of the total, followed, in descending order, by

Chapter XI, “Construction, Housing and Water

Resources Policy”; Chapter X, “Transportation

Policy”; and, Chapter I, “Economic Management

Model.”  In fact, 75% of the opinions expressed

focused on these five chapters out of a total of

twelve.




On the other hand, 67% of the proposals referred to

33 guidelines, that is, 11% of the total. In fact,

the highest number of proposals pertained to

guidelines number 162, dealing with the removal of

the ration book; 61 and 62, on the pricing policy;

262, on passengers’ transportation; 133, on

education; 54, related to the establishment of a

single currency; and, 143, on the quality of

healthcare services.




Undoubtedly, the ration book and its removal spurred

most of the contributions of the participants in the

debates, and it is only natural. Two generations of

Cubans have spent their lives under this rationing

system that, despite its harmful egalitarian

quality, has for four decades ensured every citizen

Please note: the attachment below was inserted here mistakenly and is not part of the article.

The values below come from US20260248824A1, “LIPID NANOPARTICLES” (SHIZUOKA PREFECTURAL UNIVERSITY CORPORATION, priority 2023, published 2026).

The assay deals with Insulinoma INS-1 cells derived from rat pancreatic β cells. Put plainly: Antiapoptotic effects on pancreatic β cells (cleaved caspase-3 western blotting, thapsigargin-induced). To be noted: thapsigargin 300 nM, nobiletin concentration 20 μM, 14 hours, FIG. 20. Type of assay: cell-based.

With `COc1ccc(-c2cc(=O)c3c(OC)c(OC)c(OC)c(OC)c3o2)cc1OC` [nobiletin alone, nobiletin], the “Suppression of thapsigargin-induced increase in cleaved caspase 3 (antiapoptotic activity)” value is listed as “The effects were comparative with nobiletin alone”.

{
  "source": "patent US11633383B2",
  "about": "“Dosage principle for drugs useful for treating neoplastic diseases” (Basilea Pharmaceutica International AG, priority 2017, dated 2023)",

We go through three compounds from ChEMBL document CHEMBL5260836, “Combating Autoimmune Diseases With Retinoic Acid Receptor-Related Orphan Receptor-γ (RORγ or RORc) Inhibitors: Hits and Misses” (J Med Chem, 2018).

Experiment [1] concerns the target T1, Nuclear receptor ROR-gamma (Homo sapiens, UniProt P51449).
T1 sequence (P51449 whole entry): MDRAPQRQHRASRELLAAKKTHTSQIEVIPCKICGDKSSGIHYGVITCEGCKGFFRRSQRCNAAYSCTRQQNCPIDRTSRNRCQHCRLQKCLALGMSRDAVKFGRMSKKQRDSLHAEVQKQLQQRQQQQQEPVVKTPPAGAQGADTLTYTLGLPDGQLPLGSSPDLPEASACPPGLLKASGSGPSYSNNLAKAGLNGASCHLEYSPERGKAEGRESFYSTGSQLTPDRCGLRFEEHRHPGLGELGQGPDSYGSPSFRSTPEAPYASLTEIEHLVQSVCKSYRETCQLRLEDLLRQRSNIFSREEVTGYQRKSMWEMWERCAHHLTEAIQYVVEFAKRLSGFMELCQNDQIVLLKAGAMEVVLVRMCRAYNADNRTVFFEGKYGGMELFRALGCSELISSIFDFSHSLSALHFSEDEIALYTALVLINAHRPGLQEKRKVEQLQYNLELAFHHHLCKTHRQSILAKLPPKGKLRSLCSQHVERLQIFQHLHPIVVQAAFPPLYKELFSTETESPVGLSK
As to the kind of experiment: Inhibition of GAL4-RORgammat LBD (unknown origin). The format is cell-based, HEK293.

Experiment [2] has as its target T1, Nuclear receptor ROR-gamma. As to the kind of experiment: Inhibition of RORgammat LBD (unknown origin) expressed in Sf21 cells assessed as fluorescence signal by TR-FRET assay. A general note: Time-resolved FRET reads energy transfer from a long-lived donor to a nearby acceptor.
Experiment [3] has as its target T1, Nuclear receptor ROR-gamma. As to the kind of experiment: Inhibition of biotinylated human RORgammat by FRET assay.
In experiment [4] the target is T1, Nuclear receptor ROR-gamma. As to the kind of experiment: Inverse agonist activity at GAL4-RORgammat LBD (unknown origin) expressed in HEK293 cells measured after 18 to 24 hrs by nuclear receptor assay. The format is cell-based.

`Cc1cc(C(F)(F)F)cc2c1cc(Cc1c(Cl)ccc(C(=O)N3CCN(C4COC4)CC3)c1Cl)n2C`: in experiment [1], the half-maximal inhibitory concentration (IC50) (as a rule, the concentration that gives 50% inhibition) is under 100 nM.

access to basic food at highly subsidized derisory

prices.




This distribution mechanism introduced in times of

shortages during the 1960s, in the interest of

providing equal protection to our people from those

involved in speculation and hoarding with a

lucrative spirit, has become in the course of the

years an intolerable burden to the economy and

discouraged work, in addition to eliciting various

types of transgressions.




Since the ration book is designed to provide equal

coverage to 11 million Cubans, there are more than a

few examples of absurdities such as allocating a

quota of coffee to the newborn. The same happened